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Prickly Pear
05-19-2007, 03:26 AM
Hi everyone. I've been lurking for a while now and AW has been really helpful to my submission process. Recently, however, I've run into a problem I've never seen discussed:

My query and my first three chapters have gotten a lot of interest in my first round of agents, and I've gotten a couple of helpful rejections on my full. A recent chat with an agent opened my eyes to some major holes in my manuscript. I've been making a lot of notes, and am excited to make revisions. After some time away from it, I can totally see where the manuscript is lacking, and where this agent was coming from. I anticipate the changes will take me a couple of months at the very least.

Today I got another request off the partial. I don't know how to respond. I don't want to sound unprofessional. I'm thinking I should simply explain the situation and be super-apologetic. . . I know it might be pretty annoying to this agent, but it seems a better option than either A) ignoring the request until my manuscript is ready or B) sending a manuscript that I (now) know isn't ready.

Is this the best way to go? Any advice?

Thanks!

Just Me 2021
05-19-2007, 05:18 AM
I would tell the agent you'll send the manuscript (assuming s/he wants a hard copy), then hole up in a cave and revise my ass off and do nothing else until it's done, then send it back out.

Most agents won't notice that it took you a couple days to pop it in the mail and you can use this deadline as motivation to get those revisions done promptly. You can relive college and pull some all-nighters this weekend. Kind of fun.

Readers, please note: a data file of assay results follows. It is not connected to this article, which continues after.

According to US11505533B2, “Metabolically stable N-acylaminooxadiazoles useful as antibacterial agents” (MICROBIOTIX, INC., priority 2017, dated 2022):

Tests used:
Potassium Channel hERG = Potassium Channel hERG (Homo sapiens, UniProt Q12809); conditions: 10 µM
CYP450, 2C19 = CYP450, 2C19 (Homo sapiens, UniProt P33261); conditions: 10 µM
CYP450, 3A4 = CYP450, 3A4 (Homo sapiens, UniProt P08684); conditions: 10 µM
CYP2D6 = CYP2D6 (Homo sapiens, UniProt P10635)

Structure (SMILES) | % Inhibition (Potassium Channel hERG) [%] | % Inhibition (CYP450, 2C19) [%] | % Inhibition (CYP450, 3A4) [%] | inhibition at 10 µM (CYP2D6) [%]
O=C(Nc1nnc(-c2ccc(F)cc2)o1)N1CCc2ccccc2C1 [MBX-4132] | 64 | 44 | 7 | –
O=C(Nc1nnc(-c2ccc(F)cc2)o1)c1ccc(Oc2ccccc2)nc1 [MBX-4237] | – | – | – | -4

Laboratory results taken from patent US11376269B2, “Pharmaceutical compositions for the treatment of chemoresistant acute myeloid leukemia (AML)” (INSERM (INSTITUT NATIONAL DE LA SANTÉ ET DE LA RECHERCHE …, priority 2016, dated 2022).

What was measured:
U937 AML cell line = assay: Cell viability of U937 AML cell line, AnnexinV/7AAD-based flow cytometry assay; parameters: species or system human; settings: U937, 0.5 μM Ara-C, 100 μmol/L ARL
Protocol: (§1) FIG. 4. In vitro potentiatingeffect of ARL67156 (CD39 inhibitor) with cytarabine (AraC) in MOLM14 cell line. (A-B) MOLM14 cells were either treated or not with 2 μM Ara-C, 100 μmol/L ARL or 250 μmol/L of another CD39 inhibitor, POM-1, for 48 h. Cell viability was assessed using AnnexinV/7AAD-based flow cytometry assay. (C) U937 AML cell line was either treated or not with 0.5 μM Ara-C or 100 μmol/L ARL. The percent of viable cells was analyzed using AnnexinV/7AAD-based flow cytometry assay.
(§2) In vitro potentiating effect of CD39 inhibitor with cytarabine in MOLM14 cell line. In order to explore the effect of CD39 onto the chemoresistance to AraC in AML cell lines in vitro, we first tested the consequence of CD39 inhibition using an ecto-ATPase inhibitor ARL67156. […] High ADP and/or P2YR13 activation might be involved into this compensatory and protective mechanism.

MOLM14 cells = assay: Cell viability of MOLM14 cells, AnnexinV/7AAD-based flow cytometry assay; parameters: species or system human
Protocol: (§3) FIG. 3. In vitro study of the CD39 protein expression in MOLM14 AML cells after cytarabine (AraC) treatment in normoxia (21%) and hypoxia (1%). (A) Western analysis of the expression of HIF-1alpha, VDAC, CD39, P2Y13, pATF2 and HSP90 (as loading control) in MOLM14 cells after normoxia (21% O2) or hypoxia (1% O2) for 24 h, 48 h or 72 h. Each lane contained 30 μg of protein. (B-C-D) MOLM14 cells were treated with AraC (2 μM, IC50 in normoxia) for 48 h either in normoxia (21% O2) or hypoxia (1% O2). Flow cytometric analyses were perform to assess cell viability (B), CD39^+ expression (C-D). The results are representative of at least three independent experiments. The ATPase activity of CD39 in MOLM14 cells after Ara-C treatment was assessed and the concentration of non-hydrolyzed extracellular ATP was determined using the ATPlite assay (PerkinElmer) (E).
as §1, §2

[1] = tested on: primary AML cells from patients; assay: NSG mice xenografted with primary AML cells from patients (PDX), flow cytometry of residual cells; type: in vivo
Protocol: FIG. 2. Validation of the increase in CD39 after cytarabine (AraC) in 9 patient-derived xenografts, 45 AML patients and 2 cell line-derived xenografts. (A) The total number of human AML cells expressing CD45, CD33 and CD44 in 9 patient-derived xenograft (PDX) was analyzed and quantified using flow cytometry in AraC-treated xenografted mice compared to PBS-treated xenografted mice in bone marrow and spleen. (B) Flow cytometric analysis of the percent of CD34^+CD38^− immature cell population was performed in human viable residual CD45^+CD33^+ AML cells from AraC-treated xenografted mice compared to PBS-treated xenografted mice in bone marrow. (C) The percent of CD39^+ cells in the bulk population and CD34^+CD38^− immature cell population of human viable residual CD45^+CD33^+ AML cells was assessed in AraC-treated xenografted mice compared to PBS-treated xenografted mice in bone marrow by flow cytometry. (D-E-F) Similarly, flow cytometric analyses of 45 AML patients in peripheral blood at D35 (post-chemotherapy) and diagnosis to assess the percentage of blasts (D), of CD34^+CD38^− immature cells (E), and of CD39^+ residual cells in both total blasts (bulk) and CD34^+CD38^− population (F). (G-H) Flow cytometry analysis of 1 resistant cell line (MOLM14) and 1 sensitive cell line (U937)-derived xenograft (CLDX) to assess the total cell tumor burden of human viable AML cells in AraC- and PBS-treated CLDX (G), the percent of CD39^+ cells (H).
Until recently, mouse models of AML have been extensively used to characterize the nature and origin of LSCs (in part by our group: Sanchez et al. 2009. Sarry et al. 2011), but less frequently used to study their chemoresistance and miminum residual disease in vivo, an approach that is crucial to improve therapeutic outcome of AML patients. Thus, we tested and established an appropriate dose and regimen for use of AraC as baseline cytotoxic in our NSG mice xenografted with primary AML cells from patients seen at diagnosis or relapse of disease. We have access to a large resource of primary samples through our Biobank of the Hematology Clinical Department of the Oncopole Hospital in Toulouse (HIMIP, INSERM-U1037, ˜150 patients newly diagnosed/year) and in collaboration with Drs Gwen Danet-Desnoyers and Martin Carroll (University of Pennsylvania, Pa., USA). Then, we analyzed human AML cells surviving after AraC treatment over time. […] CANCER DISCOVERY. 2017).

Will Lavender
05-19-2007, 05:41 AM
Don't ignore the agent.

Send the partial. You never know: the agent may recognize the problem but be willing to represent you anyway. Some agents do a ton of revision. Mine did. There were problems with my manuscript and she took me on anyway; we spent a ton of time working on the kinks before it was ever sent to publishers.

Carmy
05-20-2007, 09:25 AM
I agree with Will. Send the partial.

Never forget what the first agent gave you is just one person's opinion. The second agent may have different suggestions or may just accept the manuscript as is with minor changes. After all, it doesn't sound as if the first agent asked you to resubmit.

ORION
05-21-2007, 01:36 AM
I have a different opinion.
If you truly believe that the manuscript needs to be improved then start at it. If the partial is only 20 or 50 pages you might re work that -- send and then begin revising the rest. Your dilemma is that you think there is a time line. Many times there is not. After the Maui writers conference I took six months to send partials.
Miss Snark does address this and she adds one caveat: Do the revising with dispatch and don't fool around. Agents can lose interest.

Prickly Pear
05-21-2007, 02:37 AM
Thanks for your replies!

As I read your advice, I realize I didn't describe the situation clearly enough.